Thank you for joining us for a special virtual screening and conversation of Patagonia’s new film PUBLIC TRUST. This special, two-part community event allows you to watch PUBLIC TRUST on your schedule and join us on Tuesday, September 29th for our online discussion with the filmmakers and local advocates.
PUBLIC TRUST explores how our public lands are facing unprecedented threats from extractive industries and the politicians in their pockets. Part love letter, part political exposé, the film investigates how we arrived at this precarious moment through the examination of beloved public lands that are particularly at risk, from Bears Ears National Monument in Utah, to the Arctic National Wildlife Refuge—and makes a case for their continued protection. Watch the PUBLIC TRUST trailer HERE.
1) WATCH: September 26th - 29th
The Conservation Lands Foundation's exclusive PUBLIC TRUST screening room will be open starting at 7am ET on 9/26, and it will close at 11:30pm ET on 9/29. You have three days to watch when it fits into your schedule.
2) COMMUNITY CONVERSATION: Public Lands, Public Trust
Tuesday, September 29th
12:00 - 1:00pm MT
David Garrett Byars is the Director of Public Trust. David made his directorial debut at the 2017 Tribeca Film Festival with No Man’s Land, a documentary about the 2016 militia occupation of the Malheur National Wildlife Refuge that sparked international headlines. Byars also produced and lensed Massacre River, Suzan Beraza’s film about statelessness in the Dominican Republic.
Jeremy Hunter Rubingh is the producer of Public Trust. He has worked for the last decade at the nexus of politics and conservation in the West for foundations and strategic think-tanks where he developed messaging, media strategy, diverse voice engagement and innovative tactics on a variety of public land and clean energy issues. He has also worked in film as an executive producer with the Story Group on the short film, Unacceptable Risk: Firefighters on the Frontlines of Climate Change, and as director and producer on several other short projects, including an award-winning short film focused on backcountry skiing and 1872 mining law reform in a small Colorado community. Jeremy currently lives on a small sailboat in Seattle where he feels lucky to connect with Puget Sound, old growth forests, and the incredible mountains and volcanoes of the Cascades.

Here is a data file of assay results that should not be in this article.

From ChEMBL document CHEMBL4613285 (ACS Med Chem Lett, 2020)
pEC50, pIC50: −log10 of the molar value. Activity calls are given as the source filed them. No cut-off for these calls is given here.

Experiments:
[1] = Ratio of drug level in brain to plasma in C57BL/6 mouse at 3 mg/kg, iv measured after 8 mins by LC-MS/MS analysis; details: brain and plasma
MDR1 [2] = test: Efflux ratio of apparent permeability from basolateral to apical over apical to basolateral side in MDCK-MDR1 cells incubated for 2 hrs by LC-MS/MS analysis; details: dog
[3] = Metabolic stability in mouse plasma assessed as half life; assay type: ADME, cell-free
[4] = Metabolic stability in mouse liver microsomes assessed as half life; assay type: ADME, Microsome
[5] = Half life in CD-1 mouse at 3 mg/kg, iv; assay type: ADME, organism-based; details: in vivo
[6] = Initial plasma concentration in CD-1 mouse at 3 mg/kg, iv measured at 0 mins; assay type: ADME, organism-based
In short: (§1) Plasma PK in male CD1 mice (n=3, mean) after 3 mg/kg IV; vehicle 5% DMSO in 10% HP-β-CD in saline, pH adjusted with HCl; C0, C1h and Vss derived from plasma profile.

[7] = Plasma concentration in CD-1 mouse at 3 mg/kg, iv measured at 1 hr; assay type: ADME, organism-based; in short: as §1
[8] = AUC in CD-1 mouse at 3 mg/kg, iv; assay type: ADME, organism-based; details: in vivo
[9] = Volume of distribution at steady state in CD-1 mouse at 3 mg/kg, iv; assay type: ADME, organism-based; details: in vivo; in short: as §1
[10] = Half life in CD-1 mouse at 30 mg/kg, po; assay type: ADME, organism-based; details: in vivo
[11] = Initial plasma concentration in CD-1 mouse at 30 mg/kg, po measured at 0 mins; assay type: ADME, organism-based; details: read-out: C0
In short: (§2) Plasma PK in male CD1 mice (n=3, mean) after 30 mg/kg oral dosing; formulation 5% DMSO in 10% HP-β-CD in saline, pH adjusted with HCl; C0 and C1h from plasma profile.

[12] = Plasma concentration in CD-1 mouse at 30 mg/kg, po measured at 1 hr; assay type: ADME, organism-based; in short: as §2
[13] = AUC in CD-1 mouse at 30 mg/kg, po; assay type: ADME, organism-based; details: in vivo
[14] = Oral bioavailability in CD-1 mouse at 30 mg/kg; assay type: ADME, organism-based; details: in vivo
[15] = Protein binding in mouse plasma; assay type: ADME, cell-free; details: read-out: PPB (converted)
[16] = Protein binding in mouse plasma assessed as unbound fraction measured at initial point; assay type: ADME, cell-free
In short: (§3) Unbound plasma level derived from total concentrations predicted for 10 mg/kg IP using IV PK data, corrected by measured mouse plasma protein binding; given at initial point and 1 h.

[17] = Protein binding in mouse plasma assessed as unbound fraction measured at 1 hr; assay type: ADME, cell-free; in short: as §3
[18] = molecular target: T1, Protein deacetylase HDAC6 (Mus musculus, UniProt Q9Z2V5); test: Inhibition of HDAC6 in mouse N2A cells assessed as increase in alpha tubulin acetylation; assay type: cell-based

Angelo Baca is a Native American filmmaker, Navajo and Hopi and a Trustee of the Conservation Lands Foundation. A graduate of Native Voices Program at the University of Washington, he has done numerous documentaries and collaborative works with other filmmakers. His first interactions with Food Sovereignty have been with Pacific Northwest Coastal tribes who introduced him to a rich variety of culturally and nutritionally amazing foods with traditional foods specialists and teachers. Recently, he taught at Brown University both Native American Literature and Native American Media/Film courses. His research interests vary from indigenous food sovereignty and Native American health and wellness to indigenous film and cinema to native youth development projects, including indigenous international repatriation.
Jody Potts is Han Gwich’in, an enrolled tribal member of the Native Village of Eagle, and a Doyon shareholder. Jody is Regional Director of Native Movement and served as one of the first female Sergeant Village Public Safety Officers and as the director of public safety at Tanana Chiefs Conference for many years. Jody is a traditional tattoo artist, an Ironman triathlete, and a dog musher. Jody lives in Fairbanks with her three children.
Siqiniq Maupin is the North Slope Community Organizer for Native Movement and Sovereign Inupiat for a Living Arctic (SILA), a Fairbanks, Alaska-based nonprofit activism group Siqiniq is Iñupiaq, Italian, and Irish. She is from Nuiqsut and Utqiagvik and grew up in Fairbanks and Anchorage. She is currently a senior at the University of Fairbanks Alaska in Alaska Natives Studies learning Iñupiatun. She has two children, Ukpik and Iñukuyuk, ages three and six. She loves to do art projects and learn about her language and traditions.
RSVP below for access to our screening room and zoom link for the community conversation.
September 29, 2020 at 12pm - 1pm, Mountain Time
Beth Poole ·